Turner PR

Sustainability Isn’t An Option For The Tourism Industry Anymore

sustainable travel

Most of us saw the grim report this summer from the Intergovernmental Panel on Climate Change (IPCC), an international team of scientists brought together by the United Nations. Rising oceans, extreme weather, heat waves, wildfires, floods … the effects of climate change aren’t just predictions. They’re happening in 2021. And it’s becoming increasingly clear that the time to act is now.

Where does the travel industry fit into the fight for our future? Recently, members of the TURNER team sat in on an illuminating United States Tour Operators Association (USTOA) panel, featuring discussions on just that topic. One thing is for sure. Sustainability isn’t an option anymore. It’s a necessity.

A few key takeaways:

First, let’s define our terms: sustainable tourism is tourism that takes full account of its environmental and social impact. That’s right — it’s more than just reducing our carbon footprints (though that is obviously extremely important). Sustainable travel also includes positively impacting local communities — including teaching, helping people achieve economic freedom, and medical care. In the USTOA panel, Alexander + Roberts president Bob Drumm stressed the importance of diversity, saying that being inclusive and approaching sustainability from an equitable standpoint is very important.

In the USTOA panel, Tourism Cares’ Greg Takehara encouraged travel pros to think of sustainability as your insurance policy. A major part of any tourism product often is the eco-system of a destination — the beaches, the forests, the lakes, the wildlife. Damage to these treasures is damage to that product. By investing in sustainability now, you’re ensuring a brighter future for your destination, hotel, or travel experience. It’s time to think about ROI in a different, more forward-thinking way.

More and more, your bottom line will depend upon your eco-friendliness. A recent Booking.com global survey put it down in black and white: 83 percent (out of 29,000 respondents) said that they believed sustainable travel to be vital. Additionally, 61 percent said that the pandemic had only increased their desire to travel in a sustainable fashion. As more awareness about the effects of climate change spreads, expect these numbers to climb even higher. Don’t wait. Demand is growing — and not just among consumers. Media is going to be increasingly focused on sustainability questions, advised Keith Sproule of Abercrombie & Kent.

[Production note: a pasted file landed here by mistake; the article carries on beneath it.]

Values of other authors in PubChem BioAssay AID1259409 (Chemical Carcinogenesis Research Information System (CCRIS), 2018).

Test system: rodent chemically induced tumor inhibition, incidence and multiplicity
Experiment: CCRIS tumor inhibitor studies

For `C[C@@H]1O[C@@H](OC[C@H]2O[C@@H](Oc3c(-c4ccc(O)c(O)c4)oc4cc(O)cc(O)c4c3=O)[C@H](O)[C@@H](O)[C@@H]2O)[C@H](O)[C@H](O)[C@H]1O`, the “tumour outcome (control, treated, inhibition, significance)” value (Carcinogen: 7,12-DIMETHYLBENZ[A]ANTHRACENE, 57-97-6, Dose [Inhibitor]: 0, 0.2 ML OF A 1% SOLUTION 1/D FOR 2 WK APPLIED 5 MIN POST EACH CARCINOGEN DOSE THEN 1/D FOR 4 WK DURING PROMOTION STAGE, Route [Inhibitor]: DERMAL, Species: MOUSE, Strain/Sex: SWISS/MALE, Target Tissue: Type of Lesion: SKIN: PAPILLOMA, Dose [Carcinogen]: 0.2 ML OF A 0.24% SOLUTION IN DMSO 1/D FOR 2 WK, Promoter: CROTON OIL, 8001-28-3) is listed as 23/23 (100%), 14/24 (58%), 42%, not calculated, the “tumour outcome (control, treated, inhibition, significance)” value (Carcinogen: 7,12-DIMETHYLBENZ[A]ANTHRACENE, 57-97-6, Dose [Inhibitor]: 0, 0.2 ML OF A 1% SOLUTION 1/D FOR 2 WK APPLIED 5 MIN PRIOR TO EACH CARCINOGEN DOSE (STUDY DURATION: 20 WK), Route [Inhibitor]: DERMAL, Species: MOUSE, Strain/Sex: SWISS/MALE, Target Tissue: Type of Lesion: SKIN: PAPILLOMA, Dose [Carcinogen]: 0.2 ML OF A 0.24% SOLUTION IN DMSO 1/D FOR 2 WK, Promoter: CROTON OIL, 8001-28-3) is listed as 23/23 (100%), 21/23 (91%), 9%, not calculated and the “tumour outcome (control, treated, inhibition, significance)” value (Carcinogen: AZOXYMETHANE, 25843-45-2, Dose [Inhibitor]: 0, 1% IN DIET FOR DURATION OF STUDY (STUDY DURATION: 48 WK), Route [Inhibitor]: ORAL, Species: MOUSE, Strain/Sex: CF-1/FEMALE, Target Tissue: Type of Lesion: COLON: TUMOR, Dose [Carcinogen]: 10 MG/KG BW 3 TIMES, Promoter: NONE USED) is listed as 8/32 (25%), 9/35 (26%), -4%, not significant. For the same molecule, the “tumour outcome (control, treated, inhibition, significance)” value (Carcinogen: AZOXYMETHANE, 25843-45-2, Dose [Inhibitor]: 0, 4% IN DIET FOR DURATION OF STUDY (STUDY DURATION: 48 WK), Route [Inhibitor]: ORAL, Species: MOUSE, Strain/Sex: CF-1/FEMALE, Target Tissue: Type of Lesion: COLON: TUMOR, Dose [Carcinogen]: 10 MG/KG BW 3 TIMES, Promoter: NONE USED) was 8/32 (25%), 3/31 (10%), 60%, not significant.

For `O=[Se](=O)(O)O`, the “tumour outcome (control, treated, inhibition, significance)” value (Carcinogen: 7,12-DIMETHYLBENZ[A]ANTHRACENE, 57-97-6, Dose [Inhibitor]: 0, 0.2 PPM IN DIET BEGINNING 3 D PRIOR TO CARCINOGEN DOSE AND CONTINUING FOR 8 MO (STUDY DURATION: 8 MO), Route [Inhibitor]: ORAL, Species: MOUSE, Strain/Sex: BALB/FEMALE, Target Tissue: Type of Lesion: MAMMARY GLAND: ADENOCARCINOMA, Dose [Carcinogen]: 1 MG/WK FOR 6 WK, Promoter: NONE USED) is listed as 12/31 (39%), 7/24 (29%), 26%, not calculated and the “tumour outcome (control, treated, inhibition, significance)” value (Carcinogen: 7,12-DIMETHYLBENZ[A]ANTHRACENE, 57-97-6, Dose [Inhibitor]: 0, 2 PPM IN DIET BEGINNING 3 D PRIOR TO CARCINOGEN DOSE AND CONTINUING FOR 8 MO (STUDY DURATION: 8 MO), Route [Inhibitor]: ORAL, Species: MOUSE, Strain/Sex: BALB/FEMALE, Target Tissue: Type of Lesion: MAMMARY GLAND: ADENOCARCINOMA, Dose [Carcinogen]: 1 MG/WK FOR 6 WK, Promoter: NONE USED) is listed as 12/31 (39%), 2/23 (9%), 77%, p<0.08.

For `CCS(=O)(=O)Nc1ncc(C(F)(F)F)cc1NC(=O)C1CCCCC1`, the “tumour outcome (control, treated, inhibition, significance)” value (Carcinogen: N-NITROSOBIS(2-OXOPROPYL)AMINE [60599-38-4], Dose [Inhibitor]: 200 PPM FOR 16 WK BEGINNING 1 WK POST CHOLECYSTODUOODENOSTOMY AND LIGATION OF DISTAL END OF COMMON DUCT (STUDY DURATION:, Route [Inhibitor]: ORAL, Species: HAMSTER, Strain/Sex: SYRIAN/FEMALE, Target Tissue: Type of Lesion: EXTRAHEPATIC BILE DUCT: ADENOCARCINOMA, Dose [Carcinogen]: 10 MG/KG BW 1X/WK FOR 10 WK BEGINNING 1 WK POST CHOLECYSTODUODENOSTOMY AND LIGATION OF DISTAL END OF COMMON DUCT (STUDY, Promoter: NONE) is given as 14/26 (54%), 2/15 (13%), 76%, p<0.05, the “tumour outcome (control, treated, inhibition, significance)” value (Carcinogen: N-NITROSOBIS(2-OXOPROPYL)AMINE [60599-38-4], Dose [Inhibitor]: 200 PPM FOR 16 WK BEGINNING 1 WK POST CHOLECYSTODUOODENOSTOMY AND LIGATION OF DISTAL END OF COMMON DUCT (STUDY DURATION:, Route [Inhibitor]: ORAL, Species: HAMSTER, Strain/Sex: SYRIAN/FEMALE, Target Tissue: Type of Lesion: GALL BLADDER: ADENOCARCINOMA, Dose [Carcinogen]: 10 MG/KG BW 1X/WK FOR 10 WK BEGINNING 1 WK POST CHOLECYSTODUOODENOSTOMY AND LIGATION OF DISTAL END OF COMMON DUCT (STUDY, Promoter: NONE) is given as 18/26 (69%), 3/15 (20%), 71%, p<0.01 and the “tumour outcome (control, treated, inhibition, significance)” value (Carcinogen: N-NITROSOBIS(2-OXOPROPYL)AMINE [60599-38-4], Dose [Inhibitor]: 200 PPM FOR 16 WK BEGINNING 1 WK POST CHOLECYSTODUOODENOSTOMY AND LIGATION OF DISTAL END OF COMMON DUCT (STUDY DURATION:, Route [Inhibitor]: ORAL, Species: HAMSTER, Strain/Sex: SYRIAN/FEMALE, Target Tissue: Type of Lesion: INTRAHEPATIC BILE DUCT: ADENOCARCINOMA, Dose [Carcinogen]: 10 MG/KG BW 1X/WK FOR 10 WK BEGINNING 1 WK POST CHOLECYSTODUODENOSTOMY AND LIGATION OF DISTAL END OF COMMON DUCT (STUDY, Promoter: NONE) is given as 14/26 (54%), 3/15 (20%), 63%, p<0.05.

Another note — about half of the respondents reported that finding sustainably minded hotels is a challenge. But that’s changing fast. For one thing, Google just introduced an “Eco-Certified” badge for hotels. When you search for hotels, properties that are certified for “meeting high standards of sustainability from certain independent organizations, like Green Key or EarthCheck, will have an eco-certified badge next to their name.” Consumers can even go deeper by clicking the “About” button, which will highlight a hotel’s sustainability practices, from waste reduction efforts to water conservation measures.

The result of this and other developments in the tourism/hospitality space will be savvier consumers when it comes to eco-friendly options. Sustainability will be as important as other amenities to potential guests and travelers. That’s why it’s key not only to implement sustainable practices, but also to tell the story of those sustainable practices to travelers. In the USTOA panel, Takehara encouraged travel professionals to not be too humble about your efforts. It’s essential to weave your sustainability message throughout your brand narrative; it shouldn’t just be a lone page on your website.

From that same Booking.com survey: “While three out of four accommodation providers say they have implemented at least some kind of sustainability practices at their property, only one-third actively communicate about their efforts proactively to potential guests.

The speakers on the USTOA panel all encouraged one thing: collaboration. We’re all in this together, after all. That means sharing resources, educating each other, and having ongoing conversations. Together, the travel industry can help to bring about real change.